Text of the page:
The PDX Bike Swarm that grew out of the Occupy protests, is in some ways Critical Mass 2.0 in Portland. “We’re taking the political aspect of Critical Mass to the next level,” said Nathan Jones at a recent Bike Swarm meeting. There are very important differences between Bike Swam and Critical Mass; but the relationship is unmistakable.

“Bike Swarm is about defending community control of the places we live in.”
— PDX Bike Swarm participant

One Swarm participant at a recent meeting I attended said, “I’m just not going to be satisfied until bikes are a majority. As long as we live in a world dominated by cars, riding a bike is political, whether your realize it or not.” Another person told me, “Bike Swarm is about defending community control of the places we live in.” Those comments sound a lot like the sentiments I remember hearing at Critical Mass back in the day.

But the similarities end there. The Bike Swarm is non-antagonistic, highly strategic (they’ve done organized actions around issues of financial reform, coal exports, hunger and housing, freeway expansion projects, and so on), they meet and hold rides and events regularly, and they have leaders — none of which could be said of Critical Mass.

In some ways, Swarmers have told me, Critical Mass is like when Occupy first started. A lot of people were mad and willing to hit the street to make demands. Now, that urgency and anger has changed. Occupy protests changed the dialogue and their issues have infiltrated the mainstream. Sound familiar?

I think for some, not having Critical Mass is a badge of honor. A sign that we have found a more effective formula for pushing bicycling issues. But for others, I think there’s a hole where Critical Mass used to be. There are grumblings in this community that we have gotten complacent and that our bike advocacy has become too connected with the power structure to agitate for the change we desperately need.

Having a seat at the table is great; but not if you’re afraid to insult the host.

Critical Mass itself has long been dead in this town; but its legacy and inspiration are very much alive. It has recently sprung back to life in Vancouver, Washington (just a few miles north of downtown Portland), do you think it will — or it should — ever return to Portland?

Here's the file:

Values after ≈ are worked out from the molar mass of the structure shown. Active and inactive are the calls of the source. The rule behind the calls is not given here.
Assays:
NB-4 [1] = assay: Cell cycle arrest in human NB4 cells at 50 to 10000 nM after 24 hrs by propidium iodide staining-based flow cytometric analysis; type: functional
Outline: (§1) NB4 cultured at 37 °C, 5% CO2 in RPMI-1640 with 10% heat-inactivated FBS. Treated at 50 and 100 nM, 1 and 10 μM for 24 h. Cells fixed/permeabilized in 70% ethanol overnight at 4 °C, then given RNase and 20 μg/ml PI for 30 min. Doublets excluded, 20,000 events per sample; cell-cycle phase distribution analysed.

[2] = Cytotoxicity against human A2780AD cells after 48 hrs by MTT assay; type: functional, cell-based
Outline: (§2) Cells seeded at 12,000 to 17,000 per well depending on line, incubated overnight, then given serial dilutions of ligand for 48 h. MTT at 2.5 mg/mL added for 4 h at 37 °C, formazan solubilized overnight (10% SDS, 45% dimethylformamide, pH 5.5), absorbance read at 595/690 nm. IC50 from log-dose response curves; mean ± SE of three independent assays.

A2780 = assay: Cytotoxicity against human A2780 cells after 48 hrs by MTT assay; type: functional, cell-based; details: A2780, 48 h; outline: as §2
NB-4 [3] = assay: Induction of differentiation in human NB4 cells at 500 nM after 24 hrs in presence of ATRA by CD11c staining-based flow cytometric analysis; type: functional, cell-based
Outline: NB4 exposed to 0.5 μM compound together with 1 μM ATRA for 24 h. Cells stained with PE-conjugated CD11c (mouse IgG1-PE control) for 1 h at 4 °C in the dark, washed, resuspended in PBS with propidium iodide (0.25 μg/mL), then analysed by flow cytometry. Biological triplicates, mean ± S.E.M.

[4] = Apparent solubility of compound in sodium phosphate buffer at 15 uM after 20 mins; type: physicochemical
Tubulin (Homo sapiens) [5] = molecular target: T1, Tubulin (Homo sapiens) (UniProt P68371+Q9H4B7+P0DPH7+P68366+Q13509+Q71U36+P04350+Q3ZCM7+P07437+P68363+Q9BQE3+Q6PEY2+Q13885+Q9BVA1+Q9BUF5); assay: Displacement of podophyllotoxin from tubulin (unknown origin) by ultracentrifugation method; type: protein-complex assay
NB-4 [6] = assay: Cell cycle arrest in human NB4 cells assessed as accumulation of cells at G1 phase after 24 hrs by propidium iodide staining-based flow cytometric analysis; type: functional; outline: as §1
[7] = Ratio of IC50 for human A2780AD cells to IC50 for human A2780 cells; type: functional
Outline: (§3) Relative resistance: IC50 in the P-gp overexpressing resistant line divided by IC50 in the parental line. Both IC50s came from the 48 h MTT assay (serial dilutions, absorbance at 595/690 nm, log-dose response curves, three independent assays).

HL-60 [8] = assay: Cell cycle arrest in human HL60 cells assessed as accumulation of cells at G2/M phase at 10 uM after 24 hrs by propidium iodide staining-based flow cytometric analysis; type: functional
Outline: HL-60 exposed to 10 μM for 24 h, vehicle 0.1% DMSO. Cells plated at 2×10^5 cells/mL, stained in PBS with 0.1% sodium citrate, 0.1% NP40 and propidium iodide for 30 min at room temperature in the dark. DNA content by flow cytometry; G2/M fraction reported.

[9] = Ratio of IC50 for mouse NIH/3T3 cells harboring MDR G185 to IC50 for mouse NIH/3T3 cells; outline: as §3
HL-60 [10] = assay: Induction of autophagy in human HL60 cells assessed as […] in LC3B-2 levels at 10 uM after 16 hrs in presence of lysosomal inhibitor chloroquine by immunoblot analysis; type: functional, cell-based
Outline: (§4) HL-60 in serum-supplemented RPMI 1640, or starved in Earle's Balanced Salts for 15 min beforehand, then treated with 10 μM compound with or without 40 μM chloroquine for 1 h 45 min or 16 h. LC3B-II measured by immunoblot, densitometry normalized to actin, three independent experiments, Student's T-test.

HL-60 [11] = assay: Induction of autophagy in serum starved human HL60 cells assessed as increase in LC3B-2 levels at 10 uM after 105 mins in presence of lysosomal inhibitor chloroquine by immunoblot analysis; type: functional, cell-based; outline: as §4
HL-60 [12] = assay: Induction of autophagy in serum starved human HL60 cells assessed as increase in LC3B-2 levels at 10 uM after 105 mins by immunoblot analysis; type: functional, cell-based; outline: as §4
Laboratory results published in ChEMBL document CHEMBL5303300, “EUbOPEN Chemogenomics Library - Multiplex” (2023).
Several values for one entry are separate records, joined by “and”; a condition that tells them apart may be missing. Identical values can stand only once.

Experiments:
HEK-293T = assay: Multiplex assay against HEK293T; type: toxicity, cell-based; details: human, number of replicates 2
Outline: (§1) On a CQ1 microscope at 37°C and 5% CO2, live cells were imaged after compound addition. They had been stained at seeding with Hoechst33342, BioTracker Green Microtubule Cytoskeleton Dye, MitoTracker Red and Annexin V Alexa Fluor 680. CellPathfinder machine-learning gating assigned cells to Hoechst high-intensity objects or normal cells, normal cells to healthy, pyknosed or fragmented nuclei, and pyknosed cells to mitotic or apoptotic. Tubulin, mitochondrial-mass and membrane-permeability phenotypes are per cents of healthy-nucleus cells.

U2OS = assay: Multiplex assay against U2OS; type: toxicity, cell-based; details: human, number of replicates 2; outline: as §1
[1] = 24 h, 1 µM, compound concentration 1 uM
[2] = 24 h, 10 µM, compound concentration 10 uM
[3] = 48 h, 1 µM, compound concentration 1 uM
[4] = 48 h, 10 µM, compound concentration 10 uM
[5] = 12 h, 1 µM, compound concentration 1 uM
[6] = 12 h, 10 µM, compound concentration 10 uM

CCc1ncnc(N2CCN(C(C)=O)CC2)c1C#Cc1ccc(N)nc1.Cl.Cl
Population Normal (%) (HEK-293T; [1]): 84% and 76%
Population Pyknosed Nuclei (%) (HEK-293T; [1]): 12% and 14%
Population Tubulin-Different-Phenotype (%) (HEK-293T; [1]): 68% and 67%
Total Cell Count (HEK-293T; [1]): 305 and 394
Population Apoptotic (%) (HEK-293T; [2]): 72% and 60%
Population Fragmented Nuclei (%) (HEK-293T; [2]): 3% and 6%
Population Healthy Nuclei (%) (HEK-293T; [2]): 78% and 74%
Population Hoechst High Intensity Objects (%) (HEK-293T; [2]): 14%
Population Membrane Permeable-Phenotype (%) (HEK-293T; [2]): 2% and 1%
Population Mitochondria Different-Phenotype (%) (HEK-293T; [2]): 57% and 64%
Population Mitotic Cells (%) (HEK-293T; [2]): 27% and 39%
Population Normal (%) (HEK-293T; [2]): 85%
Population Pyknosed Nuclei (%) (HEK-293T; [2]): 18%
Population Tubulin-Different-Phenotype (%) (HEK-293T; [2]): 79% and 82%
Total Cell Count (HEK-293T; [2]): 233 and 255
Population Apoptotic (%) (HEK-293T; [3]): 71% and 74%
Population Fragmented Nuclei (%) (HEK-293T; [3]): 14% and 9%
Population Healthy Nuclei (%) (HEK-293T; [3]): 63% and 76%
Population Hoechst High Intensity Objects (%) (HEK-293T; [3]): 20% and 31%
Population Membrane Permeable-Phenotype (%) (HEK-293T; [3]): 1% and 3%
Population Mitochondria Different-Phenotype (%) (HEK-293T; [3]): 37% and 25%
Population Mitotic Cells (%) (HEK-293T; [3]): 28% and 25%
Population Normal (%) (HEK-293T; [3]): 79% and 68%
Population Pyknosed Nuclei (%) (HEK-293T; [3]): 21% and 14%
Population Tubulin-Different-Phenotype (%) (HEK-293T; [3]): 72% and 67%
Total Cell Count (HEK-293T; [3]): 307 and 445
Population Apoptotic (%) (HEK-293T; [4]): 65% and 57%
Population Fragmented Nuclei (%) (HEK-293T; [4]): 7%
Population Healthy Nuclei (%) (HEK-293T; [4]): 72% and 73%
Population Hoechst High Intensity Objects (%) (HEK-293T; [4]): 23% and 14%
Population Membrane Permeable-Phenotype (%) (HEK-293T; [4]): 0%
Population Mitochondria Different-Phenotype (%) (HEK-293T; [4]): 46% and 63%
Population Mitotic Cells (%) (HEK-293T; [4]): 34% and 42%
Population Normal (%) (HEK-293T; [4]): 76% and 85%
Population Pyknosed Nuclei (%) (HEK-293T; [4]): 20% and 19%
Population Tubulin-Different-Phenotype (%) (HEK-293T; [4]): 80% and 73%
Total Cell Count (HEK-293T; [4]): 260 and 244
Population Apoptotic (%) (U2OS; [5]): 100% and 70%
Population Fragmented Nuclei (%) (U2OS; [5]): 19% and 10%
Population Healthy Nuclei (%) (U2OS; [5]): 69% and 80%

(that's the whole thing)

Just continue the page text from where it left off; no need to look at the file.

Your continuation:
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Comments
  • Ethan September 28, 2012 at 9:55 am

    I had not really drawn a correlation between the sputtering nature of bike advocacy here and the loss of CM. My critique of the BTA’s reluctance to get in the streets looks a little different when I ponder the absence of CM as a regular and useful counterpoint to their more polite approach.

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  • 9watts September 28, 2012 at 10:03 am

    “Having a seat at the table is great; but not if you’re afraid to insult the host.”
    Well said.

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  • SilkySlim September 28, 2012 at 10:04 am

    I think there was a critical mass driving event today. Or was that yesterday? Actually, was that an all week/month/year thing?

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  • Terry D September 28, 2012 at 10:25 am

    I remember living on the top floor of an apartment building overlooking West Burnside around 2002 and there was a Critical Mass ride going on which I could see from my vantage point. The PPD corralled them into an intersection and kept telling the protestors to keep moving….all the while PREVENTING THEM from escaping the box they put them in.